O Payment enclosed $
O Bill me (orders over $10 only).


State


O Ship 1st class, bill for extra postage and handling (regular
4th class takes 4-6 weeks delivery).
Please Note: Orders under $10 must be accompanied by payment. Otherwise such orders will be returned to sender. Canadian
Mexican, and foreign residents add 10 percent to cover additional postage and handling.


,3
o


a

r



s
cJ

s~


ORDER FORM


Quantity


jh
~s~-"- C3~

'... f3

ten

O S





















Hear


it again


Audio cassettes of over 20 sessions of the 1977 ULI Spring
Meeting in Atlanta are available to those who were unable to at-
tend, or for meeting attendees who want to listen again to the
speeches. These cassettes, recorded live throughout the entire
meeting, are available at $6.00 each, plus a one-time charge of
$1.25 for postage and handling. To order, simply send in the


Cassette
Code
Number Session


appropriate code number for the cassette(s) you want, along
with a check or money order for the total amount made payable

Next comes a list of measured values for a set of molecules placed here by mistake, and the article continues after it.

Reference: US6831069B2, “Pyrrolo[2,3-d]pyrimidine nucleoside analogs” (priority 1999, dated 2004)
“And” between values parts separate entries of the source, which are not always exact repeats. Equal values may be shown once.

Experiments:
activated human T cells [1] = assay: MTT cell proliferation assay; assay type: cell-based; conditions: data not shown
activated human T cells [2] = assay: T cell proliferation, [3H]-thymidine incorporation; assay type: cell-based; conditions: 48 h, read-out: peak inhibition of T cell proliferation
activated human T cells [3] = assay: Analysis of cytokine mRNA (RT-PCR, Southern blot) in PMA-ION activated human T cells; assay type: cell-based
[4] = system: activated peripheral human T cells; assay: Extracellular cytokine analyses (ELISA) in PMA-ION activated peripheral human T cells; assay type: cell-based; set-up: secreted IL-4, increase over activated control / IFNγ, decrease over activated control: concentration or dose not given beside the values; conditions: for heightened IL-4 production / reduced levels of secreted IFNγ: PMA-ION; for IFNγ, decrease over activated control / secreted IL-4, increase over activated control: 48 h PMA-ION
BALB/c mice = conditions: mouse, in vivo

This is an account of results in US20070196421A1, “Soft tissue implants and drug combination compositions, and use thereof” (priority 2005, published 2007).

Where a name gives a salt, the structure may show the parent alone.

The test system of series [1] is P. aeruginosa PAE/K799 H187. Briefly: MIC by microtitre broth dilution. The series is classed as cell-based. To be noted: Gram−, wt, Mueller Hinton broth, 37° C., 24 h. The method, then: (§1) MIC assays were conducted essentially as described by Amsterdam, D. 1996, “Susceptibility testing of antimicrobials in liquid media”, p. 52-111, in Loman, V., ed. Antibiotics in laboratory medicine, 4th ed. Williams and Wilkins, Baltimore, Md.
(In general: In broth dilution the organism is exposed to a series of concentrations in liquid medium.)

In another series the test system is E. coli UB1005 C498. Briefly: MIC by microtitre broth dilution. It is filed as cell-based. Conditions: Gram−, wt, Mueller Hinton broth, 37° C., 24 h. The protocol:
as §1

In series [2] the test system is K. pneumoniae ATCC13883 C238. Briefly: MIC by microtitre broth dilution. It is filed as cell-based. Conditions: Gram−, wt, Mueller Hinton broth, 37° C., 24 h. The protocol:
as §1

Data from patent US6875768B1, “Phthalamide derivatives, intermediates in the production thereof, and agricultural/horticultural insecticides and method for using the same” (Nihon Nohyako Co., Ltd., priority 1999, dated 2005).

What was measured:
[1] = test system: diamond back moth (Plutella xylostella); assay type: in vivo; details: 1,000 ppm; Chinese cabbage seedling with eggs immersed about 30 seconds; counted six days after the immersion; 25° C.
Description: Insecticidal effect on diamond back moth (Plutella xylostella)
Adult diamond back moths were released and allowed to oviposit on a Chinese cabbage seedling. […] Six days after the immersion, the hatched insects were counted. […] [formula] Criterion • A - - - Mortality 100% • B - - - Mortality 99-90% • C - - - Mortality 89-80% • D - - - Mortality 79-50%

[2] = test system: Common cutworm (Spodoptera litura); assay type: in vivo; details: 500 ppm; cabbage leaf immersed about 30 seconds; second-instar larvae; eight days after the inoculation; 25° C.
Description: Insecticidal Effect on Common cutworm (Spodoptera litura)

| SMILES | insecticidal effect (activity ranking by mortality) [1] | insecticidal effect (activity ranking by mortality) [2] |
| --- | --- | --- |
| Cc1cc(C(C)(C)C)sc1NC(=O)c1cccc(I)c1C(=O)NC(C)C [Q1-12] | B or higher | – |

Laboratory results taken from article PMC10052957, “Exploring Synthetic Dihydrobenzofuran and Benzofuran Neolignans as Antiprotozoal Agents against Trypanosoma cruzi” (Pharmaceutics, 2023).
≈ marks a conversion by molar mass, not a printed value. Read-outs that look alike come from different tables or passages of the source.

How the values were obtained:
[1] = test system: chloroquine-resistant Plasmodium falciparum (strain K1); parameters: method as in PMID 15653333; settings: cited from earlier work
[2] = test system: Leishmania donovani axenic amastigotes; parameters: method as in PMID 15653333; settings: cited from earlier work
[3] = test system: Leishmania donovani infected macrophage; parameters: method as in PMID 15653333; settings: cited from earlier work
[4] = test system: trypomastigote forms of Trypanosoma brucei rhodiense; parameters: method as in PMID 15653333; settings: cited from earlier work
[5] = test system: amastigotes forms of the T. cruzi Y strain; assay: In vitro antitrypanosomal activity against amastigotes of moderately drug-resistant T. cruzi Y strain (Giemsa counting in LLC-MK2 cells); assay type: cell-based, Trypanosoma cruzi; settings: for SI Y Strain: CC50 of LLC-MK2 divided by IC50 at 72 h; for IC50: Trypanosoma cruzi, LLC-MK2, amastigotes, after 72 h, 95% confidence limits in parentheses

to Bauer Audio Video, Inc., 31 Peachtree Place, N.E., Atlanta,
Georgia, 30309 (404/881-0000). Payment must accompany or-
der. Cassettes can only be ordered from Bauer Audio Video,
Inc., not from the Urban Land Institute.


Cassette
Code
Number Session


ULI-1 "Mistakes Made and Lessons Learned"; The
Headache: Panther Valley, Allamuchy, New Jersey;
The Patient: R. Gordon Mathews; Diagnosticians: R. T.
Crow, Emil A. Hanslin, Arnold M. Kronstadt, Richard
W. Miller, Gillis G. Pratt, Jr.
ULI-2 "How to Make the Deals"; Panelists: C. M. Ballard, Jr.,
R. J. Boyle, J. S. Dailey, A. C. Kemper, B. McCoy, T. F.
Murray, M. G. Smith, Jr., T. G. Cousins, G. D. Hines,
H. A. Hogan, Jr., H. S. Jensen, E. Johnson, K. Kelley,
M. F. Kelly, I. R. Ransen, J. W. Rouse.
ULI-3 "Directions in Resort and Second Home
Development/Time Sharing"; Carl Burlingame, G. Mor-
ris Hamm, William Ronk.
ULI-4 "The Omni-Putting the Package Together: The Com-
plex, the Components, the Catalyst, the Process";
Thomas W. Ventulett, Jr.
ULI-5 "A New Twist to the Public/Private Partnership";
George M. Brady, Jr., Arnold M. Kronstadt, Joseph E.
Vitt.
ULI-6 "Long-Term Lease Capitalization and Other Items Af-
fecting the Corporate Owner and Developer"; Robert
M. Hermance, Thomas C. Perkins, Marvin Kenigsberg.